Solar power projects that could jolt Alberta’s electricity grid with the addition of hundreds of megawatts of renewable power are being lined up in anticipation of incentives from the provincial NDP government.
According to the Alberta Electric System Operator, 21 proposed solar projects generating a total of 681 MW — about 60 times the existing provincial solar capacity — have been registered on its system access service request list as of Sept. 1.
Two projects have jumped to the next step and are described in applications for construction approval by the Alberta Utilities Commission. The larger of the two, the proposed 77.5-MW Vulcan Solar Project in southern Alberta, would be the largest solar power project in Western Canada.
But renewable energy developer EDF EN Canada says going ahead with its Vulcan project will depend on what Alberta does in the next few months as it moves to phase out coal-fired power by 2030 and simultaneously triple renewable energy’s share of the power supply to 30 per cent.
“The price of power today is just too low for anybody to make an investment decision and earn a reasonable return over the life of the asset,” said its development manager David Warner.
“What we’re looking for is either a change in that spot price or some sort of additional revenue stream that can be made available to the project to help it achieve a tipping point to allow us to invest the money to allow the project to go forward.”
In its Climate Leadership Report last November, an expert panel suggested the Alberta government develop more renewable generation capacity with “a clean power call” that would encourage competitive proposals from developers seeking government support.
On Wednesday, Alberta Environment Minister Shannon Phillips said an auction-style call will be announced in November.
Details on what support will look like haven’t been ironed out but Phillips said it could come in the form of government purchases of renewable energy credits from the projects on long-term contracts, or through “contract-for-differences” agreements that would top-up developer revenues when prices fall.
John Gorman, president and CEO of the Canadian Solar Industries Association, said Alberta has about 11 MW of solar power installed now, mainly in the form of small installations on rooftops, but that will change quickly with the right signal from government.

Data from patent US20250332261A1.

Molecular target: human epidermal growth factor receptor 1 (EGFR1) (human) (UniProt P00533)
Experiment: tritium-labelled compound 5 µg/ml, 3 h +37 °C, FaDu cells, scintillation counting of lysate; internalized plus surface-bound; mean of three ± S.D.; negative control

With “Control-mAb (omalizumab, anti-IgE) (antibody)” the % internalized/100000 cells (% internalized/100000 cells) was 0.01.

“Many players in the industry, both domestic and international, are waiting for a signal from the Alberta government as to whether they will proceed,” he said.
Warner estimated that EDF EN Canada, a Toronto-based subsidiary of Paris-based utility Electricite de France, has spent more than $100,000 over the past two years to prepare its solar project for its AUC application.
He said the $150-million development would generate power from nearly 300,000 photovoltaic panels installed on racks designed to follow the sun on land occupied by the existing Blackspring Ridge Wind Power Project in Vulcan County, Alta. The solar power and wind power would both flow through the Blackspring Ridge substation.
The 300-MW Blackspring Ridge project, containing 166 wind turbines, was constructed by EDF EN Canada in 2014 for about $600 million. It is equally owned by EDF EN and Enbridge Inc. and produces power for the Alberta grid as well as renewable energy credits it sells through a long-term contract to a California utility.
Warner pointed out combining the solar and wind projects will help ensure a more consistent stream of power because winds tend to blow more reliably at night than during the day, and solar collection is possible only when the sun is out.
The EDF EN solar project is to be constructed in two phases, pending approval. The first would provide 55 MW, enough energy to power 8,800 homes, when built next year. A 22.5-MW addition in 2018 would provide enough power for another 3,600 homes.
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The AESO list includes three separate 80-MW southern Alberta projects put forward by oilsands giant Suncor Energy — but there’s no guarantee those projects will advance, said spokeswoman Nicole Fisher.
“The proposed solar projects that have been submitted to the AESO are in the very preliminary stages,” Fisher said in an email.
She added no project costs have been established, but said that if investment in the projects is approved the resulting power would be sold into the Alberta grid.
Alberta has about 1,500 MW of wind power installed, according to Alberta Energy, about nine per cent of total capacity of 16,300 MW as of June.
Sara Hastings-Simons of the Pembina Institute environmental group said technological advances are cutting what were previously high costs for solar power and allowing it to catch up to the more established wind power industry.